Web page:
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The following equation

$$ \sigma(P^n)=\sigma(Q^m) $$

has only the trivial solution

$$ P=Q, m=n, $$

for $P,Q$ irreducible polynomials of degree $>1$ in the ring $$ GF(2)[t] $$

where for any $A \in GF(2)[t]$

$$ \sigma(A) = \sum_{d \mid A} d $$

Question: What happens over the integers. More precisely:

What are the solutions (besides $p=q,m=n$) (or what can be said about the solutions, besides $m \equiv n \pmod{2}$ ) of the equation

$$ \sigma(p^n) = \sigma(q^m) $$

for odd prime numbers $p,q$ and positive integers $m,n$


$$ \sigma(n) = \sum_{0<d, d \mid n} d. $$

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In other words, $(p^r-1)/(p-1)=(q^s-1)/(q-1)$. Have you looked in Guy, Unsolved Problems In Number Theory? I'm pretty sure this equation is discussed there. – Gerry Myerson Apr 15 '11 at 23:29
The equation does not seems to be in my copy of Guy's book (my copy buyed august 1996). The equation does not seems to appear in classical Mordell's book Diophantine Equations. – Luis H Gallardo Apr 16 '11 at 0:06
MR0118701 (22 no.9472) Makowski, A. Schinzel, A. Sur l'\'equation ind\'etermin\'ee de R. Goormaghtigh. (French) Mathesis 68 1959 128–142. R. Goormaghtigh conjectured that the only solution of $N=1+x+\cdots+x^m=1+y+\cdots+y^n$, $m>n>1$, $y>x>1$, are $N=31$, $y=5$, $x=2$, $m=4$, $n=2$ and $N=8191$, $y=90$, $x=2$, $m=12$, $n=2$. The authors prove several special cases of this conjecture. Reviewed by P. Erd\H{o}s. – Luis H Gallardo Apr 16 '11 at 0:35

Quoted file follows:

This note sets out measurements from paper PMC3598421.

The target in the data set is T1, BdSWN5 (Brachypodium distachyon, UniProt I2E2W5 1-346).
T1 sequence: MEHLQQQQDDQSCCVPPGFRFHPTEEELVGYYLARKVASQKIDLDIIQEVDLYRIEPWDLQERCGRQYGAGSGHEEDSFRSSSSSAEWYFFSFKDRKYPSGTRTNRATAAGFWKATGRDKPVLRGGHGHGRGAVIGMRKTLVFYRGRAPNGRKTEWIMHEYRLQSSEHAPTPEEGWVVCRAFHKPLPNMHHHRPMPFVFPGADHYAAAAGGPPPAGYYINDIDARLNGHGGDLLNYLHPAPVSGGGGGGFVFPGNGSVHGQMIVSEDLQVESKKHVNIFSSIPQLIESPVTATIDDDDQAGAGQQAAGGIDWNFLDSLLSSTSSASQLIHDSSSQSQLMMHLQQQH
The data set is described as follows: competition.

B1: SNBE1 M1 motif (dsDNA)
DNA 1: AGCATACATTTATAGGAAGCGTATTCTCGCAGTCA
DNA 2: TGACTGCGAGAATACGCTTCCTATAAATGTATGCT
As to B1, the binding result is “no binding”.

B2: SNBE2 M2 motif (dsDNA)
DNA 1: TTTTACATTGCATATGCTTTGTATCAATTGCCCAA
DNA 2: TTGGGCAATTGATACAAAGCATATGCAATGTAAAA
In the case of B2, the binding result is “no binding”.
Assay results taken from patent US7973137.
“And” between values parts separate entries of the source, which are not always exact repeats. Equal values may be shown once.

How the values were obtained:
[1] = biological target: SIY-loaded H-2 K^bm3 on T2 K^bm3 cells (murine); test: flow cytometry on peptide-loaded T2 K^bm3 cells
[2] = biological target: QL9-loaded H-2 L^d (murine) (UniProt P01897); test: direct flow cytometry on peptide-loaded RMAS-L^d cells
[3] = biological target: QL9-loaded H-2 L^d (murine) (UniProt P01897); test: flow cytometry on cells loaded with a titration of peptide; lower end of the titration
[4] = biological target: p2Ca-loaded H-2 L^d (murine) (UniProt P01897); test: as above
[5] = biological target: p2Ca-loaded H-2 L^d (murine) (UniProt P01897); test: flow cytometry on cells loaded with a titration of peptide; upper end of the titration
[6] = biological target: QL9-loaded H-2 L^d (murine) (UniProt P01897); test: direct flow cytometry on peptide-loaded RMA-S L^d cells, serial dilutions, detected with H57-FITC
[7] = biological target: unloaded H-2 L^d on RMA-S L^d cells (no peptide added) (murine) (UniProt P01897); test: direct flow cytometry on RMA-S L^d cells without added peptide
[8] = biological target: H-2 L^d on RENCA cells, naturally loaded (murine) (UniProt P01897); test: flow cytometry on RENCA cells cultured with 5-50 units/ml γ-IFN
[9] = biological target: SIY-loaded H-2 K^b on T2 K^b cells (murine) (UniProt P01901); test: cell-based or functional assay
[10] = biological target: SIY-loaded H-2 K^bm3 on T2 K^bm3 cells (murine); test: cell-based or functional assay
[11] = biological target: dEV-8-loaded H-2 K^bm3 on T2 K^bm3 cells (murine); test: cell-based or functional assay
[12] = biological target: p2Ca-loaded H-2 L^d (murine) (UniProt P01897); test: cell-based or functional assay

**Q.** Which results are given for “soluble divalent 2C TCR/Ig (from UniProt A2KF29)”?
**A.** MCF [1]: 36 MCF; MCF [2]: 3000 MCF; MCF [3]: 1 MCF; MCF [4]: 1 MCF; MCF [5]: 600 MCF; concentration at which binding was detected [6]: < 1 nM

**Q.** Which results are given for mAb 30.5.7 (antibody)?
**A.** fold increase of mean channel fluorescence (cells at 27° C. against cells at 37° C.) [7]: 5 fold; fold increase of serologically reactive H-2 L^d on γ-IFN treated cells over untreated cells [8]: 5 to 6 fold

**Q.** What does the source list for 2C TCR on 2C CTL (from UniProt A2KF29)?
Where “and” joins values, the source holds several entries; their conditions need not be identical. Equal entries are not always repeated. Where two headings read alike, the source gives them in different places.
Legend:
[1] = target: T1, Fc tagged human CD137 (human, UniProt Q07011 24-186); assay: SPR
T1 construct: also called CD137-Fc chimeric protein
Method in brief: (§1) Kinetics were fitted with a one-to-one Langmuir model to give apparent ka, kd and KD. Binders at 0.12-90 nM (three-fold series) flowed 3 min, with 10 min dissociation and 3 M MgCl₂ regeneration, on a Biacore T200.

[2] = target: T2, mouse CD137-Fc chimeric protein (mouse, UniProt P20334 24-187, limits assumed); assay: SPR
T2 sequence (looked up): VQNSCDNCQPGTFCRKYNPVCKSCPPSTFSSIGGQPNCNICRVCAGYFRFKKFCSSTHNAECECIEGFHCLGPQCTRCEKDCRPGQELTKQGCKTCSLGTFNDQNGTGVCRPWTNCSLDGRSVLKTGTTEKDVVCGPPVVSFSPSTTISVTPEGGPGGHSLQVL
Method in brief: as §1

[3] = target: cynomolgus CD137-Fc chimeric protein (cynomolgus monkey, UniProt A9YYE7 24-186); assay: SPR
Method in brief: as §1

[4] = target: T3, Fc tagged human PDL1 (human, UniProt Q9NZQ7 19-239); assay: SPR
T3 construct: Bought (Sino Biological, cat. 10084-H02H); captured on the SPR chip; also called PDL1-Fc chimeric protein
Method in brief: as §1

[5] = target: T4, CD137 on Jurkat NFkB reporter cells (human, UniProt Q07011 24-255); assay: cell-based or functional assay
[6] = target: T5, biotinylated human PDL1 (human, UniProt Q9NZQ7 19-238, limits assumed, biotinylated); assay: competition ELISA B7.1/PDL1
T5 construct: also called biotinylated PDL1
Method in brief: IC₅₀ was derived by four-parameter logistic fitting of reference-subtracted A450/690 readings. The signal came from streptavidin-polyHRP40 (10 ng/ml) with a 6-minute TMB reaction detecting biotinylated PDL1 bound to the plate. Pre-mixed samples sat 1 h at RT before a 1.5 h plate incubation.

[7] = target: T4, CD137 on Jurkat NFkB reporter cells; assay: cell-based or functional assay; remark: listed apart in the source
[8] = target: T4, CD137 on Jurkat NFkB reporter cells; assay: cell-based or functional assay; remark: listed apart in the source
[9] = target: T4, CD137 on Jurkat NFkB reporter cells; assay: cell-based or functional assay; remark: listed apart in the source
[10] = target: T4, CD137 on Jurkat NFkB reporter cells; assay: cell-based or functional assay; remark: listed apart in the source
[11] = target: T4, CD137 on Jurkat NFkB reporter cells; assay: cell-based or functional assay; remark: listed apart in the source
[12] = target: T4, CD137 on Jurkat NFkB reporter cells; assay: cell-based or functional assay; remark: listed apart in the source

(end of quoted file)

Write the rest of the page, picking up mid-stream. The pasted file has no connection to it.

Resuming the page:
I detected the following misprint in my copy of Guy's book: In Page 158, line 12 R. Goormachtigh should be R. Goormaghtigh. Google was unable to find something on the former; I have not tried the latter. – Luis H Gallardo Apr 16 '11 at 0:36
There is a little bit of information about the question at and the most recent (3rd) edition of Guy's book has a brief discussion in Problem B25 on pages 124-125. I'm not aware of anything more recent but I could have missed something. Might be worth searching arXiv for Goormaghtigh, or searching MathSci if you have access. – Gerry Myerson Apr 16 '11 at 6:03

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